Anal Gland Problems in Dogs.
Although a somewhat unsavoury subject, many dogs unfortunately suffer from problems with their anal glands at some stage in their life. Unfortunately, some dogs are blessed with the misfortune of having recurring bouts of anal gland problems throughout their lives. It is a common condition in dogs and although it can be painful, it is usually treatable. This Holidays4Dogs article will provide information regarding anal gland problems in dog and what treatments are available.
The anal sacs in a dog are situated just inside the dog’s rectum and consist of two, small, oval shaped, glands. The glands are not easily visible, but they do produce a pungent, oily substance, that works as a territorial marker. This odour relays information from dog to dog – this is why dogs will often sniff each other’s rear ends when they meet.
Anal glands are also there to help rid the body of toxins. Obesity, due to a high carbohydrate diet, can also be a factor associated with anal gland problems.
If stools are a normal solid consistency, the fluid filled ducts within the anal glands will naturally empty under the pressure of the faeces as they pass through the rectum. However, if the dog has loose, or irregular bowel movements, this can lead to problems with the anal sacs. This is as a result of not being evacuated via a satisfactory bowel movement.
Processed foods can often produce softer stools. In particular, some dogs are allergic to grains – namely wheat – found in processed pet foods. Therefore, eliminating these from a dog’s diet can help reduce, or cure anal gland issues. Potato, corn, oatmeal, wheat and rice are all said to exacerbate anal gland dysfunction. Feeding a bones and raw food (BARF) diet to dogs with recurring anal gland problems can help to rectify the problem as this tends to produce a firmer stool.
The anal glands play a major part in the process of body detoxification. Therefore, when the toxin levels are high, the anal glands can often become inflamed. Processed food should be avoided, as discussed above. Even certain dog treats, such as rawhide chews, may contain toxins which put a strain on the liver.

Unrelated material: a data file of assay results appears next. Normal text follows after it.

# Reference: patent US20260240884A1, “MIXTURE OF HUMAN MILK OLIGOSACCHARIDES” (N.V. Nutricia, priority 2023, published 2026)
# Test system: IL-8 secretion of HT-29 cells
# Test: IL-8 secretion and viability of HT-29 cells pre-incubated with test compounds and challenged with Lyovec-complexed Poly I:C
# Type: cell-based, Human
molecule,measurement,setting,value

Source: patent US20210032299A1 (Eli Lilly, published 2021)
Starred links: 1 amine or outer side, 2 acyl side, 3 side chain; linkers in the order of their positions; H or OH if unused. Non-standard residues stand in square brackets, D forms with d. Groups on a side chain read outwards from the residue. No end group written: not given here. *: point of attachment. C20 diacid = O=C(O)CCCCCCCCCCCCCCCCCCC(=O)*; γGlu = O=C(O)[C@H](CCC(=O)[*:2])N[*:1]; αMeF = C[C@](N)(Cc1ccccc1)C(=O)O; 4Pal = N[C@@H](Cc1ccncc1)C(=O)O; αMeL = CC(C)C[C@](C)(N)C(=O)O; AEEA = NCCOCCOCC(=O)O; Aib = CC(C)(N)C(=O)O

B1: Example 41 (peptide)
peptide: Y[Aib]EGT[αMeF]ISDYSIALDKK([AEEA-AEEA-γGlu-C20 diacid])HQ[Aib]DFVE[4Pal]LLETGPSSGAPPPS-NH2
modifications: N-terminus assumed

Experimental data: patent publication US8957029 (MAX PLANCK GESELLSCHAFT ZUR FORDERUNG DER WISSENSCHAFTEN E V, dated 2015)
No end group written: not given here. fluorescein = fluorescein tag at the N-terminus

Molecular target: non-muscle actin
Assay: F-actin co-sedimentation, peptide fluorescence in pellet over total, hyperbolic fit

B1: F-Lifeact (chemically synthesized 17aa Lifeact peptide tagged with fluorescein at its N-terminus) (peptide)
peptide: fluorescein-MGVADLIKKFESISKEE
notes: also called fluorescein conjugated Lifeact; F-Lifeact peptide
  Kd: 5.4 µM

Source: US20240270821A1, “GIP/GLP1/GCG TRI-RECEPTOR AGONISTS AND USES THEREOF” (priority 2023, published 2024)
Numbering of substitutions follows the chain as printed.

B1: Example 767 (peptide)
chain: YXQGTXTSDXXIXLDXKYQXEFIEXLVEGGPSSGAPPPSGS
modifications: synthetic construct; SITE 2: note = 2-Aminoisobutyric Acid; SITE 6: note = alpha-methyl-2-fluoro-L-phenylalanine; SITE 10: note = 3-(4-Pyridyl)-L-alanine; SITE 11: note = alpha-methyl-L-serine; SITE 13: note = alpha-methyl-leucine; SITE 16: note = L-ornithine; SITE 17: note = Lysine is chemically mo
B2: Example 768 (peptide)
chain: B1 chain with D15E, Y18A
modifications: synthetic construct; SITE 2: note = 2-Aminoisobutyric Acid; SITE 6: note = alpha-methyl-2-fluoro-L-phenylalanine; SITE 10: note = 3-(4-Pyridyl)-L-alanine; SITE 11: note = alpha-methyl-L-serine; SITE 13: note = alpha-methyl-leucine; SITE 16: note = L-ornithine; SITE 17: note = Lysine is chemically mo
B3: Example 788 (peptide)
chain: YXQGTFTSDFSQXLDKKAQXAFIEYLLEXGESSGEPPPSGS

When a dog becomes overweight, his anal sacs can become blocked by folds of skin which block the pores. In addition, an obese dog is less able to groom himself to aid natural emptying.
Position of anal glands.
In certain breeds of dog, such as the pug, the location of the anal gland is not positioned correctly. This means the pressure required to express the glands is not working in the right place. Corrective surgery is possible in some cases.
Spine and muscle injury.
One of the factors associated with anal gland problems is neck and back pain. Many high performance dogs can suffer with anal gland problems as a result of trauma, or injury to the lower spine. Such injuries may not always be obvious. Restricting sprinting and twisting associated with sports, or ball retrieving for instance, may help to reduce the negative effect on the anal glands.
Routine anal gland expressing.
Many people, including vets and groomers, recommend routine drainage of the anal glands. However, these are delicate glands and unnecessary manipulation can lead to ineffectiveness of the glands to empty naturally. Routine emptying of the anal glands, therefore, is not recommended. A dog with possible anal gland inflammation will present with one or more of the following symptoms below. Only then should emptying of the glands be considered – (and after veterinary consultation).
Symptoms of anal gland inflammation.
- ‘Scooting’ – dogs with inflamed anal glands will often scoot their bottoms along the floor in a sitting position in an effort to eliminate the discomfort.
- Tail chasing.
- Chewing the rear end.
- Visibly inflamed anus.
- Foul, or fishy, smell emanating from the rear end.
- Constant itching, or scratching.
- Dogs can also manifest with a persistent cough gained from licking an infected area.
If you suspect your dog is suffering from anal gland problems, you should seek veterinary attention straight away. Anal gland problems are unlikely to go away on their own and it can be a very painful condition for your dog. Complications can arise where abscesses, or infections develop, and this will definitely require veterinary intervention. Do not try and drain anal glands yourself.
This article is intended for information only and not as a substitute for veterinary attention. Always seek the advice of a veterinary surgeon about all matters relating to your dog’s health.